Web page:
Common misconceptions about FI

Enjoying a vacation in Greece

I have to say that when I first heard that some one was saving money to retire early I was very sceptical. My first responds was that it was silly. To be able to retire early you would need a lot of money and it would be impossible to save that much money in such a short time. However, I didn' t know much about early retirement so I didn't express any strong opinions at the time. Which is very un-Dutch of me. Us Dutch are well know for being direct and straight forward (or downright blunt and rude if you ask me), but I just expressed mild scepticism.

Now that I'm somewhat more educated on the subject I know the principals on becoming financial independent and I also know that it is possible and not as silly as I once thought. However, many people still think it is a crazy idea and that it won't work. And some people are not shy on telling me how they feel about it.

For instance, in 2015 I was working for the Dutch office of a large Swedish telecommunications company. One day a colleague of mine and I were talking about investing money. He was a bit of a  big spender. You know, big house, big expensive car and lots of electronic gadgets he didn't really need or use. So, I explained to him I was following the FI principals to become financially independent as soon as possible. I didn't have any debts anymore, I was living fairly frugal and I invested a large part of my income into Vanguard ETF's to make it grow. He was not at all intrigued by my story. As a matter of fact, he then said: "so you want to live like a poor man now for a several decades, just so you can retire a little bit earlier?". This guy actually believed I lived in a house with no running water or electricity and that I ate cold beans straight from the can while sitting by the one candle I had burning. I tried to tell him that he couldn't be more wrong, but to no avail. His ignorance was a bit of a surprise to me, but it didn't really bother me. It did, however, made me realize that many people don't understand FI and that I could expect a lot more negative remarks in the near future. Btw: the picture in this post is from a luxury vacation my girlfriend and I took in Greece in 2018.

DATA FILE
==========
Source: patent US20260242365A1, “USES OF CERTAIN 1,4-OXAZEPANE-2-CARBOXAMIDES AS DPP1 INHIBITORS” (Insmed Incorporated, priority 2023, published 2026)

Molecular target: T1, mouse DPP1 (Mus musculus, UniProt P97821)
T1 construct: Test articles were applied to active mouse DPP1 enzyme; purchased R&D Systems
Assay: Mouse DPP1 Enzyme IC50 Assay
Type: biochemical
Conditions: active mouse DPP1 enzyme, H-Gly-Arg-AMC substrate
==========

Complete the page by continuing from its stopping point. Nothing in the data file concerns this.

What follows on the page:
So the misconception here is that people think you have to live uncomfortably for quite a while in order to retire a bit early, but that's not right. It's about living frugal in a way that suites you enabling you to invest the surplus and make your savings grow, fast. It's quite possible to cut down spending and still be happy. As a matter of fact, cutting down spending can increase your happiness. Often people buy luxury items to make themselves feel happy (after a grueling time at work), but that only last a short time and then you're left with more, expensive, clutter. And further away from financial independence.

Another misconception is that people think it is impossible to save enough money to retire early, but if you're flexible enough to stick to the plan you might suddenly find yourself within reach of financial independence. Maybe even sooner than you think. It mostly depends on how much money you can save each month. This is expressed in percentages, because if you can save 50% of your monthly income, you will then know how much you need every month and the amount you need differs from person to person. Also, when you quit your job you will notice that your spending will also go down, because certain expenses are no longer necessary. You might even start a small business and earn some extra cash. Adding more money and security to your financial freedom.

One more misconception is that people think I'm saving for early retirement. They think that once I reach my financial independence I will go on sea cruises, drink cocktails and do nothing all day. But that's not it. When I reach my financial independence goal I am free to do whatever I want. I will probably turn several hobbies into businesses and generate extra cash while doing something I love. Without having to stress about money.

I'm currently in an exceptionally great situation and I'm able to invest about 70% of my income. After some rough calculations and reading several blogs I estimate it will take me about 11 years to become financially independent. I started about 5,5 years ago and I'm still on course. If all goes well and I just stick to the plan I should be able to become financially independent by the age of 46. Not as young as I hoped, but still well before the age of 67, the current Dutch pension age. I'm able to save so much money, because I'm a self employed IT Engineer, which generates a high income, and I have low living expenses. Sometimes I do stray from the path and carelessly spend some serious cash, but it's still within acceptable bounderies. However, I can (and should) work a bit harder on improving my frugal skills without giving up to much comfort.

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